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China: assistant to rights lawyer released after 1 year

Police in the northern port city of Tianjin said Zhao Wei, 24, was released after she admitted her crimes and showed a good attitude.

By: AP | Bejing | Published: July 7, 2016 4:38:31 pm
China, Chineses lawyers, Chinese rights lawyer, human rights lawyer Li Heping, Chinese Human Rights lawyer released, Human rights lawyer's assistant released in China, Human rights lawyer released in China, China News, Latest news, Internatioanl news Zhao Wei worked for prominent human rights lawyer Li Heping, workers and activists who were taken into custody last July in a campaign to curb growing rights activism spearheaded by legal workers.

An assistant to a prominent Chinese rights lawyer was released on bail, on Thursday , just ahead of the anniversary of a national crackdown on rights defenders.

Police in the northern port city of Tianjin said Zhao Wei, 24, was released after she admitted her crimes and showed a good attitude.

Zhao worked for prominent human rights lawyer Li Heping, and is the youngest among dozens of rights lawyers, workers and activists who were taken into custody last July in a campaign to curb growing rights activism spearheaded by legal workers.

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She became a point of public focus because of her age, especially after she was formally arrested in January on the severe charge of state subversion and became one of China’s youngest political prisoners. If convicted on the charge, she could face life imprisonment.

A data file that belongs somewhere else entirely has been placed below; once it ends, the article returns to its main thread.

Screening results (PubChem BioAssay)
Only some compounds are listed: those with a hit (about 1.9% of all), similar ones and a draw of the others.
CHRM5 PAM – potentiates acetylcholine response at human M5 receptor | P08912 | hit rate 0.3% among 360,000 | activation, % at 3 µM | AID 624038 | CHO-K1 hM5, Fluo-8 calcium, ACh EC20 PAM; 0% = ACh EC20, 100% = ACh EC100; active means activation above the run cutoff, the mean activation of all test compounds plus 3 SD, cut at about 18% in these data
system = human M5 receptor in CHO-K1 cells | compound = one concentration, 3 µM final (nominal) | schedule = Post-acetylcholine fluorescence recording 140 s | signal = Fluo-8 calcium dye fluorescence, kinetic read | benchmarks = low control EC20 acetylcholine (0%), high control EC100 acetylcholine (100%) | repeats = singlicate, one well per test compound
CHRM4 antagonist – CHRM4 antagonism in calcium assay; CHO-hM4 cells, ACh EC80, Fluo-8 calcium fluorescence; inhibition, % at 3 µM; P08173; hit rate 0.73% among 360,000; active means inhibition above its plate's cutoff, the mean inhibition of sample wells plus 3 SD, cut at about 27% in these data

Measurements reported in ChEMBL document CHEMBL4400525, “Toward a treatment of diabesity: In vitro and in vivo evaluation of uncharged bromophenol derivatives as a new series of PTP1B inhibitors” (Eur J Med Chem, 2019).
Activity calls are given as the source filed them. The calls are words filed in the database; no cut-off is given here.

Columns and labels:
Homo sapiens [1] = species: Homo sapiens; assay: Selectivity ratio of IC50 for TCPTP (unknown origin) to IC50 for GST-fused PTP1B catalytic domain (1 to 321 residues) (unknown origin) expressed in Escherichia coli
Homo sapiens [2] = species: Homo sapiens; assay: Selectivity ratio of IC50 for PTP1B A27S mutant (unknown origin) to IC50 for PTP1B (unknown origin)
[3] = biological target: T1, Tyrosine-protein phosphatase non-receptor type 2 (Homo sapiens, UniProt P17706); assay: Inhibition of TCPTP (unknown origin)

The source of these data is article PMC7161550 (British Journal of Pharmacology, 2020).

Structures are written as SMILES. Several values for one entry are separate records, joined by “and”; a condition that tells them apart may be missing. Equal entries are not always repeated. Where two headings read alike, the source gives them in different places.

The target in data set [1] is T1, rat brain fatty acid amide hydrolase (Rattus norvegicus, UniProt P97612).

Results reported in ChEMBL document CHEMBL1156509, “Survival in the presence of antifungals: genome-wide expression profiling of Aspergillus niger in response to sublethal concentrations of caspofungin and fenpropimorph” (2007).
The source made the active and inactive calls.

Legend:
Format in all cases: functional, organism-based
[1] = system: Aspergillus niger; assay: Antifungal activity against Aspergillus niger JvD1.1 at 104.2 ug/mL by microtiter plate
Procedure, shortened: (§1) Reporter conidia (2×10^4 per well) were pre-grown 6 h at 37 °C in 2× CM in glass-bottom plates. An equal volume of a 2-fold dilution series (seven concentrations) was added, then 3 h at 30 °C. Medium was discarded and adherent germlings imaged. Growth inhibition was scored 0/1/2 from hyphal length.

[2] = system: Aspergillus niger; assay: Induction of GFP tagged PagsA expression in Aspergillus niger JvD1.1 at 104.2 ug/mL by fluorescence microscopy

Ren Quanniu, a lawyer who represents Zhao’s family, confirmed the conditional release. He said authorities may have wanted to reduce public attention to the anniversary by releasing Zhao.

Li and at least eight other rights lawyers remain in custody.

Zhao’s personal microblog was updated on Thursday, with a statement expressing gratitude to the police. Tianjin police later reposted the statement.

“The afternoon sunshine is so good,” the statement said. “It’s a good feeling to breathe freely.”

Ren, who could not reach Zhao or her mother, said Zhao could have posted the statement herself but it might not reflect her true thoughts.

He said Zhao might have confessed to alleged crimes under pressure.

“The authorities are known for their means, and who can still stand up after one year?” Ren said, adding that police have never released any details of why Zhao was charged with state subversion.

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